It was a humid Saturday November afternoon way back in the mid 1990‘s that I first visited the St George Greek Orthodox Church at South Brisbane. My mission; research! I had my first Greek wedding coming up a couple of months later and I needed to familiarise myself with all the traditions and proceedings of a greek wedding ceremony. Watching from the balcony above, I was able to observe and make notes of all the significant moments in Father Gregory’s wedding ceremony.
My pre wedding meeting with my bride and groom went well, my observations and notes were spot on.
Now, nearly 20 years on, I’ve lost count of the number of Greek weddings I’ve photographed. I love photographing weddings with strong family cultures as the expressions and gestures you sere are so demonstrative and make great candid photographs.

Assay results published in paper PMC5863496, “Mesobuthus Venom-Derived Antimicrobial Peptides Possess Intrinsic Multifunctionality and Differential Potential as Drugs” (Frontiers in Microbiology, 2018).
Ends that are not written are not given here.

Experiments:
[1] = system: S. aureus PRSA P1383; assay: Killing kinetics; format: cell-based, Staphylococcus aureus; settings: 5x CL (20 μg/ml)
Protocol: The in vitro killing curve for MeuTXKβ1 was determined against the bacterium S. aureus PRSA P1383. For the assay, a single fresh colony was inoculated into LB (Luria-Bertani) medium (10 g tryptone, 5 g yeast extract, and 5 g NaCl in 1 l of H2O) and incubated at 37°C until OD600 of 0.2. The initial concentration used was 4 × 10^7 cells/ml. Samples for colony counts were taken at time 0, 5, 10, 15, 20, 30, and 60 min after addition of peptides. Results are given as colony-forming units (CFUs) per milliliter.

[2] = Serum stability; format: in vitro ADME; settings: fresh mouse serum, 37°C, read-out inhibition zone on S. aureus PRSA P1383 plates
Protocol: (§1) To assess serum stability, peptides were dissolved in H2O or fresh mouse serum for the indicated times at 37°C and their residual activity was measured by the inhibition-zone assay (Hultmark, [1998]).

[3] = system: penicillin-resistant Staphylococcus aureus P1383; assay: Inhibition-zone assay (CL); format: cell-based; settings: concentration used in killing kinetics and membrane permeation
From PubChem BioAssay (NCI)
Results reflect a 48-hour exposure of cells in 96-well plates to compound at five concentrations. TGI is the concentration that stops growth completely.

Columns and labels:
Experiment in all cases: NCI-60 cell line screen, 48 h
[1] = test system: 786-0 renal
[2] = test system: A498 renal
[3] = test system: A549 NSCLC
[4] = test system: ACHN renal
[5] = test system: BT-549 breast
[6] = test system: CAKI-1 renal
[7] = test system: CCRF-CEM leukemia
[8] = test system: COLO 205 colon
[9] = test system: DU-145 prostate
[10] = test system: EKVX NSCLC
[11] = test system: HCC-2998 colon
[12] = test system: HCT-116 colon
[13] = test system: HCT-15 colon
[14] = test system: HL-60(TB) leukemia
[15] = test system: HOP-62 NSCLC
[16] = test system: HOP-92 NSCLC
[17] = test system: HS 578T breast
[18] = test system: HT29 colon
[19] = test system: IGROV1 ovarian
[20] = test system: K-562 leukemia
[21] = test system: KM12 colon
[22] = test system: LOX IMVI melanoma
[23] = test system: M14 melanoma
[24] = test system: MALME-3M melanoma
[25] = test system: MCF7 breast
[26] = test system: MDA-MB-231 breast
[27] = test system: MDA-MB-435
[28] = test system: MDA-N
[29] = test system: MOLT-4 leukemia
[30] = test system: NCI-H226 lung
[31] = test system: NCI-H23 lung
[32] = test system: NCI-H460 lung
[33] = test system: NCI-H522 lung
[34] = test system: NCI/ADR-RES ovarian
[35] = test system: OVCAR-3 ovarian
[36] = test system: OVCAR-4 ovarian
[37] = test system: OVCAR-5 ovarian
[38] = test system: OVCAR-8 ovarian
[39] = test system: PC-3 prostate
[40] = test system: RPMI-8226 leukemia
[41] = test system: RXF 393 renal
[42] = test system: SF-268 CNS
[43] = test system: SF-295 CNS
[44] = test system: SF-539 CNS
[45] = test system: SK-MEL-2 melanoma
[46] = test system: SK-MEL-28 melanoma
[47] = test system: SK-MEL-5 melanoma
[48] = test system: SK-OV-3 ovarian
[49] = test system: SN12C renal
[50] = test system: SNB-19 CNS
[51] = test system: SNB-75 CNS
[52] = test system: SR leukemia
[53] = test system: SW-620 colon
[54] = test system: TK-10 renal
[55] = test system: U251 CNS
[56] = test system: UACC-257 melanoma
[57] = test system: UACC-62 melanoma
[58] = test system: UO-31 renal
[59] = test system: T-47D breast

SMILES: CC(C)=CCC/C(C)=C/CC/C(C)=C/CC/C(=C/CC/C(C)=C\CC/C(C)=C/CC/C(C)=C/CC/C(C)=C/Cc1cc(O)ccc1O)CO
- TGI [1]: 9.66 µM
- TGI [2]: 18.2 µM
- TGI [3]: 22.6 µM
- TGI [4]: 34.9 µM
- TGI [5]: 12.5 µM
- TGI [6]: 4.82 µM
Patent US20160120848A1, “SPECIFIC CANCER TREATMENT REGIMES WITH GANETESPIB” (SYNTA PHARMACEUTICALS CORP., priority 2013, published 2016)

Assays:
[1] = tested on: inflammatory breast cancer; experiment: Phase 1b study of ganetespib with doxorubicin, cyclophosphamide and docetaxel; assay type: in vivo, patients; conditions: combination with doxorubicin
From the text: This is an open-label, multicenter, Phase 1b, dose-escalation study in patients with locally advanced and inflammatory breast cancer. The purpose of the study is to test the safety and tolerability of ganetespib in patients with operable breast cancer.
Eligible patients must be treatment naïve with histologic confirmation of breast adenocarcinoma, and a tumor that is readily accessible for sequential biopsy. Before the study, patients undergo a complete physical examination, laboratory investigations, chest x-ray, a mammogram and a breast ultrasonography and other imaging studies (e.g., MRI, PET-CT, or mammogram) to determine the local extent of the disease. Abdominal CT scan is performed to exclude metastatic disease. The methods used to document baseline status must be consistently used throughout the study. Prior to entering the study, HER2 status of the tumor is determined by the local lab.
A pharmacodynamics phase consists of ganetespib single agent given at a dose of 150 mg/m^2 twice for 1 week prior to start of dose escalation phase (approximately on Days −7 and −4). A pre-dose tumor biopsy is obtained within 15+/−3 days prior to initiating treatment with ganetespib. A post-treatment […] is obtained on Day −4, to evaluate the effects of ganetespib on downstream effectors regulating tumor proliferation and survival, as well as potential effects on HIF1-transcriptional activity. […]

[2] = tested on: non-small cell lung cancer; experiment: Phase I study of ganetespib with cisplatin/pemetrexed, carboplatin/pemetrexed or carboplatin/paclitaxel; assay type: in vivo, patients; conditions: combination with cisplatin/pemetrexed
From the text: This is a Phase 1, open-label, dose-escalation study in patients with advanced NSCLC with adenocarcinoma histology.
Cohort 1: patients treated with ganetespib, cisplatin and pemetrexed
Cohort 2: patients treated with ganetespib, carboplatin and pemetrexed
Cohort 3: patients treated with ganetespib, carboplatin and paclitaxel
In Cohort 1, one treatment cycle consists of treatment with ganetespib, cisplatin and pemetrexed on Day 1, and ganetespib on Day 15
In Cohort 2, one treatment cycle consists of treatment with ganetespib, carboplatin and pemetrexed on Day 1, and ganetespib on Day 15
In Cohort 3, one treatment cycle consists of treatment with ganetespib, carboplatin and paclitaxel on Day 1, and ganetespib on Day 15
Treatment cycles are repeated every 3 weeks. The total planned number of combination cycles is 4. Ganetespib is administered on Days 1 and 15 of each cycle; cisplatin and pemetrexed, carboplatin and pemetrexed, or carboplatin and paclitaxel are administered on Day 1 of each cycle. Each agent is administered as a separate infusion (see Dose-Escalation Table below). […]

Entering the church is always an experience. The cool is welcome as is the tranquility. The icons are visually dominant. Photographing a greek wedding ceremony is a visual feast, there are so many elements, discretion is needed as you quietly capture each moment. Favourite images for me are all the different expressions the bride and groom and their attendants have throughout the ceremony.
Leaving the church is an experience for the bride and groom as all their guests are outside ready and waiting to congratulate them with rice, confetti, petals or anything else they can launch.
And with the ceremony and family photographs over, guests make their way to the wedding reception for pre dinner drinks as we head off to create some fabulous bridal party images.